Oh, Deena Jones! Hear my prayers. I told myself that I would never again watch this movie, but something drew me in as does most Cybill Shepherd movies. A complete misfire right out of the cannon, Cole Porter immediately flipped about 17 times in his grave when it was released on the public. So, here we are once a-gain. AT LONG LAST UGH.
In the 70's, Peter Bogdanovich was unstoppable, well up to a point. Everything was going great. He had the remarkable TARGETS and the three, count THREE, masterworks under his belt. The Last Picture Show, What's Up Doc? and Paper Moon are still very relevant today. But then he got Cybillized and that ain't never a good thing. Daisy Miller is really good if you enjoy watching people walk around and doing boring things for two hours. But it would be AT LONG LAST UGH that would send him down the spiral of Hollywood nightmares. And he rated it G! You know for kids.
As the credits roll, in all their The Great Gatsby font, over a musical box of two bronze couples dancing, you can hear the the notes of the beautiful compositions of the late and great than Gatsby, Cole Porter hanging in the air. The motion picture experiment of AT LONG LAST UGH was an audacious one. Take two actors that can bump it like a trumpet ( Madeline Khan and Duillio Del Prete) and two that sound like someone is beating them with a trumpet (Burt Reynolds and Cybill Shepherd) and toss in fucking Eileen Brennan, who repeatedly scares the hell out of me and pulls focus every time she is on the screen. Brennan's singing reminds of a the sound you hear when a squirrel hits a live power line. But making all the cast sing LIVE!!!! was its boldest challenge and its scariest.
The film opens with Madeline Khan (so far so good) singing what is one of my favorite Cole Porter songs, "Down In The Depths (On The Ninetieth Floor). The song is a real scorcher. Khan treats it like a Mel Brooks number and musters up a little emotion, but definitely goes for the yuks. She ends the song by dumping a cocktail on herself. Life is too short to be wasting a good cocktail. Mads beau is bored with her drinking and so am I.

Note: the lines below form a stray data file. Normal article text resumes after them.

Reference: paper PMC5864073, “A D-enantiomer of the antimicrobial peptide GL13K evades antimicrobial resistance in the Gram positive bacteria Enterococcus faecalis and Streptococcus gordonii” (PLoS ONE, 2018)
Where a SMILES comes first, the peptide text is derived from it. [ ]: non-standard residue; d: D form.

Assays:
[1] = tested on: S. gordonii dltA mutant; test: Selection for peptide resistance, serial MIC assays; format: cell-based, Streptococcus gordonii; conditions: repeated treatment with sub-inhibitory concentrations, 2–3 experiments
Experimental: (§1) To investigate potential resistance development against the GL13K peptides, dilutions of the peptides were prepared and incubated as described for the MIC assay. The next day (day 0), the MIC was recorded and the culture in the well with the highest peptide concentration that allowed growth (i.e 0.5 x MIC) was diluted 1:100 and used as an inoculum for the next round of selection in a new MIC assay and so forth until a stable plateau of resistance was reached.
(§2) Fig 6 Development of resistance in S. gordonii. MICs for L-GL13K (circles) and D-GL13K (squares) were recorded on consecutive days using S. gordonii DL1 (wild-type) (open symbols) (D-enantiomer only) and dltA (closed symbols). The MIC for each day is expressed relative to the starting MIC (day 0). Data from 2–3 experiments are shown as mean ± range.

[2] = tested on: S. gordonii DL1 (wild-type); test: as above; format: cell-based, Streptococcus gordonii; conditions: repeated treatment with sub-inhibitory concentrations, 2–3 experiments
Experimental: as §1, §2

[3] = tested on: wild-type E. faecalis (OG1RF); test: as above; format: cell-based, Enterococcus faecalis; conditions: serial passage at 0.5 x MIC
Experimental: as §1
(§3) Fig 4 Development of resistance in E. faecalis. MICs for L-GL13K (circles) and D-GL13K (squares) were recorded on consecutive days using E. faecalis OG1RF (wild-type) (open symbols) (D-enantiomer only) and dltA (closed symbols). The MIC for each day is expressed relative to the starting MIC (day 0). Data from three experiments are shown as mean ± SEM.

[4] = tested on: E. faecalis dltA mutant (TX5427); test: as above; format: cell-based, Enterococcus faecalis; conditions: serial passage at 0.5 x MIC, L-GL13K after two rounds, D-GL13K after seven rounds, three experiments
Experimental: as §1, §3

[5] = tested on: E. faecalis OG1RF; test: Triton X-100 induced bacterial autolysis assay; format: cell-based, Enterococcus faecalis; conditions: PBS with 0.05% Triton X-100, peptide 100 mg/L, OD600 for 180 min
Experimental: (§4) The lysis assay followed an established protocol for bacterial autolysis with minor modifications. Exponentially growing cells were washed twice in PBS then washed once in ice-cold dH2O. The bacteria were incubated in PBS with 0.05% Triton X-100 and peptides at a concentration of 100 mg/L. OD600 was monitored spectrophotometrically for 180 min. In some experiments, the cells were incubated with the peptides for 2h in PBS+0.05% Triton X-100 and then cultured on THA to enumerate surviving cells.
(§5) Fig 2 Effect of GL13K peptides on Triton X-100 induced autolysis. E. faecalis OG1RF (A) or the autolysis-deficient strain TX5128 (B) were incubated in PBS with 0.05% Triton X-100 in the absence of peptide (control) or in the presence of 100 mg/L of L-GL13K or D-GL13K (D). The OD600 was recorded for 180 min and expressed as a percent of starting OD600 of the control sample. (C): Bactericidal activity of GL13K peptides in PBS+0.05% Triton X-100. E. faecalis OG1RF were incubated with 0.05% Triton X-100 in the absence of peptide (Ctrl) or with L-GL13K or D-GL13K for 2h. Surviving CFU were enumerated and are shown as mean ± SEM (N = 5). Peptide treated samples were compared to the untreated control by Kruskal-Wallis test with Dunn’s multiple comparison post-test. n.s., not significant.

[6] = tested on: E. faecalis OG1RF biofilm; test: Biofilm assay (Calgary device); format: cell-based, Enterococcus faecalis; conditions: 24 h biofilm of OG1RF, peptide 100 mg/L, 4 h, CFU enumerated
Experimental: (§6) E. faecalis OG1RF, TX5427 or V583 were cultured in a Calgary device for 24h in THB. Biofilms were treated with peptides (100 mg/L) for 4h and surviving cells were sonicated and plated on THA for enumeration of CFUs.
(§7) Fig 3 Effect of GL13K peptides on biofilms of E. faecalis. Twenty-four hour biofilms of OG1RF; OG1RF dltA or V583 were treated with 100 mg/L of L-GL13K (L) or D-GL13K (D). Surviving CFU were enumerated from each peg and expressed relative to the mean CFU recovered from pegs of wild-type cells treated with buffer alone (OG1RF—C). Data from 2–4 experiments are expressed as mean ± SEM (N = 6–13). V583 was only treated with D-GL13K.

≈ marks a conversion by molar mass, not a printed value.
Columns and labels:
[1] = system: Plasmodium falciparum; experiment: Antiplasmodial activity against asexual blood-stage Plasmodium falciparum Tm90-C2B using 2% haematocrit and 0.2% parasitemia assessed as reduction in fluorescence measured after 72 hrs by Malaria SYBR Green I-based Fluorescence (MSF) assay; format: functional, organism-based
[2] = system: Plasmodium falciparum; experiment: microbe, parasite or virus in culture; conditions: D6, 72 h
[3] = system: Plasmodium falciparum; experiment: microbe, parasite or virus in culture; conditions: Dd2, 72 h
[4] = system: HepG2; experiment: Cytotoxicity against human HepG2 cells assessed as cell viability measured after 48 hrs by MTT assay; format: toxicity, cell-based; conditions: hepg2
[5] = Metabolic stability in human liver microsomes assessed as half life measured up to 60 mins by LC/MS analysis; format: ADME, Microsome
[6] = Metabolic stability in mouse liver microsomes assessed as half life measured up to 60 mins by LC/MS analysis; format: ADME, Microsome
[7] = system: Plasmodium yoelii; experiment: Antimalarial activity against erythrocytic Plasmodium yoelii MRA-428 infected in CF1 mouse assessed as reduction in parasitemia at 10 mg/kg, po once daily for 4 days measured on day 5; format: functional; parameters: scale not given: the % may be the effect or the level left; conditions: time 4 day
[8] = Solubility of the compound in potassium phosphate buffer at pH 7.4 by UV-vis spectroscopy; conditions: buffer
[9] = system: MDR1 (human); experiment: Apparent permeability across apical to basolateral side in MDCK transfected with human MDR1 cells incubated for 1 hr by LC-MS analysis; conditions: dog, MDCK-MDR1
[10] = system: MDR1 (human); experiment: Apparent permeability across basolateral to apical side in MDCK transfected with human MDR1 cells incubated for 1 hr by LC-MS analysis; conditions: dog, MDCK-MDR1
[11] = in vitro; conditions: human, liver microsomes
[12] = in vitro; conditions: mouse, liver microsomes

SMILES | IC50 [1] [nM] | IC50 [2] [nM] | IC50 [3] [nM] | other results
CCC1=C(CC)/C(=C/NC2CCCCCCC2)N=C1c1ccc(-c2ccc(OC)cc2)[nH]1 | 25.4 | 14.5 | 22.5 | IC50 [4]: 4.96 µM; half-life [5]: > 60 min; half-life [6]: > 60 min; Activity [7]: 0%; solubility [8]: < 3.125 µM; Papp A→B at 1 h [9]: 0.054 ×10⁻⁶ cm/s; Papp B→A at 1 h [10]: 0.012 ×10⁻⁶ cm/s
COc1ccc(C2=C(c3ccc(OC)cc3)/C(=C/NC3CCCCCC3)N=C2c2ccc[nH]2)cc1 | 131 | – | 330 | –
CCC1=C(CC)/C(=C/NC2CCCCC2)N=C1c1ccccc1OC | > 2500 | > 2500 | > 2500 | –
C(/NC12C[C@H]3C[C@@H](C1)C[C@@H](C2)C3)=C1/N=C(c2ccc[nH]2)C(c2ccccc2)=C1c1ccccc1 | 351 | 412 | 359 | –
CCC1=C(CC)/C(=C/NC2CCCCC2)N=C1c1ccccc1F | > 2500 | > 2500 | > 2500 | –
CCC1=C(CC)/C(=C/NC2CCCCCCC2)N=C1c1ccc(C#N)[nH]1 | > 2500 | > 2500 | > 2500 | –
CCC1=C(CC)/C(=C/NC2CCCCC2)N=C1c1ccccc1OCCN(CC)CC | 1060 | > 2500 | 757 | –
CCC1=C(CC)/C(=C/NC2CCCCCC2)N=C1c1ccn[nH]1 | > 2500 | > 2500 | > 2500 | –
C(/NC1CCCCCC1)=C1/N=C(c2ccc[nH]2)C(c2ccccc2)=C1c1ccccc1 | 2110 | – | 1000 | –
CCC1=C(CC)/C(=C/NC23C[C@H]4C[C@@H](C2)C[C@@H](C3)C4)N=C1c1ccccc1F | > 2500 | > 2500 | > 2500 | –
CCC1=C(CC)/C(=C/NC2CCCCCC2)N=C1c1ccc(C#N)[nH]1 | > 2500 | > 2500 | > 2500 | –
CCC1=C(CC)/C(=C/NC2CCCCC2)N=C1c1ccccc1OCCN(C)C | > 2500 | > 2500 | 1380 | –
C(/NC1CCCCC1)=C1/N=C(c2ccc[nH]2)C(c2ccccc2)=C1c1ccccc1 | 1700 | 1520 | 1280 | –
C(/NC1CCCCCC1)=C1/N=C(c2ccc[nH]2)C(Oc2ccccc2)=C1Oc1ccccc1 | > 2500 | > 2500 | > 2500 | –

Next up, Cybill Shepherd appears and she is stunning. There is no doubt, she is one of the most beautiful women in 70's cinema. Next to Stockard Channing that is. Her best friend/servant/lady in waiting, played by Brennan, follows her around smoking cigarettes and giving major face at every single person, thing or animal she comes across. Private Benjamin knows what I am talking about.
The movie get really good when blazing hot Burt Reynolds shows up. And in a tux! Burt does it right. He shows up and looks gorgeous, barely attempts to sing his songs and smacks and pouts throughout the movie. Not a problem.
Burt and Mads meet after she has a, GASP!, sober traffic accident. He proclaims, "I'm a heir" and they look bored. If you can't love the one you want just love the one your with. Cybill is out at the horse track in a Polka Don't outfit and yells at everyone. The cast bust into "You're The Top" just as you were forgetting you were watching a musical. "YTT" is classic Porter song and it is handled like a number that had gotten filmed but didn't get cut out. 30 Minute Mark! DAMN THAT WENT FAST!
The entire cast is off the theater. I think they are seeing something called Once Upon A Time, but I like to think they were going to opening night of SIZZLE. This is a great opporunity to pack a bunch of Cole Porter songs in. Usherettes dance, there's a screechy version of "Find Me a Primitive Man" and a little Ann Miller tribute (as it should be). Then is it time to go ON THE TOWN! Cybill's character is kinda like Ke$sha in her 30's. She's hot and dangerous. She is that girl that you want to go to the party with, but once you have been there with her for a couple of hours, she turns into the girl that you want to leave at the party. She could totally burn the house down or do the whole football team. RUN! They have a party at rich dude's house and you know you have had a kicking when the butler is hung over the next day! Cybill proclaims that is a four cucumber day. Whatever that means. But I do like cucumbers.
We hit the hour mark and the movie morphs into Ken Russell's GOTHIC as the the cast descends upon a mansion for a weekend of drinkin', singing Cole Porter songs and not trying to murder each other as they swap partners. Eileen Brennan and the butler ruin "What A Swell Party This Is" as the couples lay around and show you how hot being bored can really be. Everyone falls in the pool and there are a couple of really good Titanic jokes. I love a good Titanic joke. "Just One Of Those Things" is treated like a piece of crap and there is a lot of sitting and singing. I guess when singing live, motion will fuck it up.
We hit the 10 minute wrap up and we get a mysterious phone call, another BIG party and some swingin' couples a ton of nothing and at long last the end.
Just like the slogan for the yearbook in my junior term of high school, the movie ask, "What's the point?" Brilliant. So we are suppose to suffer? An experiment on just how much we can tolerant? How blinded can we be by Burt's handsome that we ignore the movie? Questions. Questions. No answers. Something went wrong in the translation of it all. Live singing is hard on film. Unless you are Babs in A Star Is Born. You have to be on your A game and not just try. You must do.
Poor Cole Porter. He just can't chance a break. If you venture into Porter territory rent KISS ME KATE (you will become an Ann Miller fan pronto after "Too Darn Hot" tap number) or the breathtaking and very funny HIGH SOCIETY. Glamour piled upon glamour all set to Porter's music. Just the way he intended.